Other studies, such as one from Nature, had participants blow into a tube or a box while wearing and not wearing various masks. If fewer particles were emitted from the front of the mask, researchers deemed that mask to be effective. That would be great, except measuring only the forward projection of particles completely misses the aerosols that escape from the edges of the mask. A person’s fogged glasses are a clear demonstration that masks do little to contain aerosols. Masks simply “redirect airflow,” as the Clinical Orthopedics study stated.
Another “definitive” study put rats in adjacent cages separated by a small hole completely covered by a new, dry mask. This experiment does not come close to approximating the effectiveness of the moist, bacteria-laden masks people wear in public, which leak aerosols out of the edges. Comparing masks covering rat air holes to those covering human faces is comparing apples and oranges.
All of these studies also used fresh masks only for a few minutes. The authors acknowledge that when masks get moistened by breath, they might allow for increased emission of viral particles. Indeed, it has been well demonstrated that masks accumulate microorganisms.
Finally, in one case study, a pair of COVID-19-infected hairdressers worked with masks, and their clients didn’t become ill. While this case is also widely viewed as proof masks work, important details were ignored.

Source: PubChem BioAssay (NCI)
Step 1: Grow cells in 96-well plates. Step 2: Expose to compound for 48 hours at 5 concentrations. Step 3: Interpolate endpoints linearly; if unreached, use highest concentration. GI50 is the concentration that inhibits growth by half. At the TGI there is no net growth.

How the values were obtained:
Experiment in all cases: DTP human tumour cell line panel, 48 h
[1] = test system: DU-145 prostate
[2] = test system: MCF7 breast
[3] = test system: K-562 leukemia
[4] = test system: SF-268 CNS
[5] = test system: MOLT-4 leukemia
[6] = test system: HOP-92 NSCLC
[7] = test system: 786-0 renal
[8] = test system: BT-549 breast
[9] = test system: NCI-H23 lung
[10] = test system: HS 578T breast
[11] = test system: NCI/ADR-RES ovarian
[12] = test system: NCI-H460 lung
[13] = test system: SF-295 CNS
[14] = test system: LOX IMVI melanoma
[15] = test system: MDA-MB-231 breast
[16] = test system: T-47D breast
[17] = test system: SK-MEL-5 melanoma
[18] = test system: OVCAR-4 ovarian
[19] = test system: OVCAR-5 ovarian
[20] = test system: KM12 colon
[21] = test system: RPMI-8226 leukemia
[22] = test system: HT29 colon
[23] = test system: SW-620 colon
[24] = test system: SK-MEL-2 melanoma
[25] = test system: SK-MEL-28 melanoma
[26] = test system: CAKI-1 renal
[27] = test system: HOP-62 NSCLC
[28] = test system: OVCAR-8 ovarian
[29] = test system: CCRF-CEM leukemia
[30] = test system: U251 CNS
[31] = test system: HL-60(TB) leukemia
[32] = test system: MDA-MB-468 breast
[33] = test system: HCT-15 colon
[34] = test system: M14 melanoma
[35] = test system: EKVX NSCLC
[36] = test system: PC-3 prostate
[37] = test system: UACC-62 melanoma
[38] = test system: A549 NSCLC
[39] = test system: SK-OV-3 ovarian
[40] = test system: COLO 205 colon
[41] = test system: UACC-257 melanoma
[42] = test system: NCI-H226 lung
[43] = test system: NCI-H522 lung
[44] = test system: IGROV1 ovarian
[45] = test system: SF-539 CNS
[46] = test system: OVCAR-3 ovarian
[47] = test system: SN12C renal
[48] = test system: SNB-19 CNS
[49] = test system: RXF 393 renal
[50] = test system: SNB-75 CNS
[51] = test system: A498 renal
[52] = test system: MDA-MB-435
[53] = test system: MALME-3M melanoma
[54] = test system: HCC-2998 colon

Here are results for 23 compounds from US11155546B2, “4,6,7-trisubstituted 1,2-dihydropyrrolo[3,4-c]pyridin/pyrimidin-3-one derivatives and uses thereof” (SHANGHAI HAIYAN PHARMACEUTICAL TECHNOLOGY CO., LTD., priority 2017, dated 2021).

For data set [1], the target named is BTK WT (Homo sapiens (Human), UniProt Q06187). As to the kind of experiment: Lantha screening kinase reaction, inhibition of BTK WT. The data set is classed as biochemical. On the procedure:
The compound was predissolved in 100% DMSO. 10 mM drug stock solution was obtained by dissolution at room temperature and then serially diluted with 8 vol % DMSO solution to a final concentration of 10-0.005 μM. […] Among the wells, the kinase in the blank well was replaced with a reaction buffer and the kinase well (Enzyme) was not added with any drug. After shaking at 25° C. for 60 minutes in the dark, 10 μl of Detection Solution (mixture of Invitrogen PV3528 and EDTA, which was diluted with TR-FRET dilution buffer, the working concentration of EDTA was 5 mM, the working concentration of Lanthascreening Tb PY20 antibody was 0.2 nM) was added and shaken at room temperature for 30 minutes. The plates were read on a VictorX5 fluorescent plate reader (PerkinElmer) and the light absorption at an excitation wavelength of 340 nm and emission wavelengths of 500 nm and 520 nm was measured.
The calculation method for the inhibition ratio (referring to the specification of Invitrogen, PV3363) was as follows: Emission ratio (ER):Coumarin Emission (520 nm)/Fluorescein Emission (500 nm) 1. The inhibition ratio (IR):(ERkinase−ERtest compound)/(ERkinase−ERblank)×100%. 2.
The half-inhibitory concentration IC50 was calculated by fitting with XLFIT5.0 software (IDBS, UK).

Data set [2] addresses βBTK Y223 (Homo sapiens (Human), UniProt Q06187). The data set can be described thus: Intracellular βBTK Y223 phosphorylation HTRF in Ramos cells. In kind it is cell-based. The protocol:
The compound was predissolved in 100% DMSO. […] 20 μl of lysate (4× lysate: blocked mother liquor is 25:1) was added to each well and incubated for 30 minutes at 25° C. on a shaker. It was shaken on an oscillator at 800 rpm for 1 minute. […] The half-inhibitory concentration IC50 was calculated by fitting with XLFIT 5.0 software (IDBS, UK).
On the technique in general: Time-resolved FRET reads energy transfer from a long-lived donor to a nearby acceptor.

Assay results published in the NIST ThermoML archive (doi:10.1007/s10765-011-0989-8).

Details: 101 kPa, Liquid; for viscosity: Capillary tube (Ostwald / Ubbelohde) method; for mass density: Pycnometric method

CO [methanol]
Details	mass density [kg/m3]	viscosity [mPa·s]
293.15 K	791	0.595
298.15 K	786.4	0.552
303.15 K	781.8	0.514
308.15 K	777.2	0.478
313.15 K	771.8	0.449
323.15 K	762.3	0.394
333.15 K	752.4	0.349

First, many of the hairdressers’ clients declined to get tested, so we don’t know if they contracted COVID after contact with the hairdressers. Second, the clients who were in contact with the stylists when their viral load would have been highest were not included in this case study. Third, the hairdressers obviously had mild cases, otherwise they wouldn’t have been able to nor allowed to work.
When did the science bar get so low, especially for something forced on the entire population?
Are Masks Actually Causing Harm?
“Maskne,” face rashes, “mask mouth,” and sore throats point to bacteria building up in masks due to the humid, stagnant air and changes in the oral microbiome, which can cause systemic inflammation and downstream disease. A 2015 studyfound that health-care workers who wore cotton face masks suffered from significantly more respiratory illness than those who wore surgical masks.
Previous research conducted by Fauci himself found that the main cause of death in the 1918 Spanish flu pandemic was from bacterial pneumonia. Inhaling higher bacterial counts with every breath sounds like an especially bad idea.
The WHO specifically recommends against wearing a mask while exercising because “masks may reduce the ability to breathe comfortably. Sweat can make the mask become wet more quickly which makes it difficult to breathe and promotes the growth of microorganisms.”
Abundant research demonstrates masks cannot help prevent the spread of coronavirus, while much recent research claiming to support masks is weak and poorly designed. Frequent mask use by the general population increases bacteria and dust in our mouth and airways. A government mandating that everyone wear a mask based on such low-quality evidence is reckless and potentially harmful.
For now, let’s stick with the measures that do help: social distancing, hand hygiene, and avoiding chronic disease. Only don a fresh, clean N95 mask for short periods of time when you’re unavoidably close to others indoors.Lisa Mair has a Master’s of Science in Food Science and Nutrition and has been an advocate for natural health for decades. She works in private practice.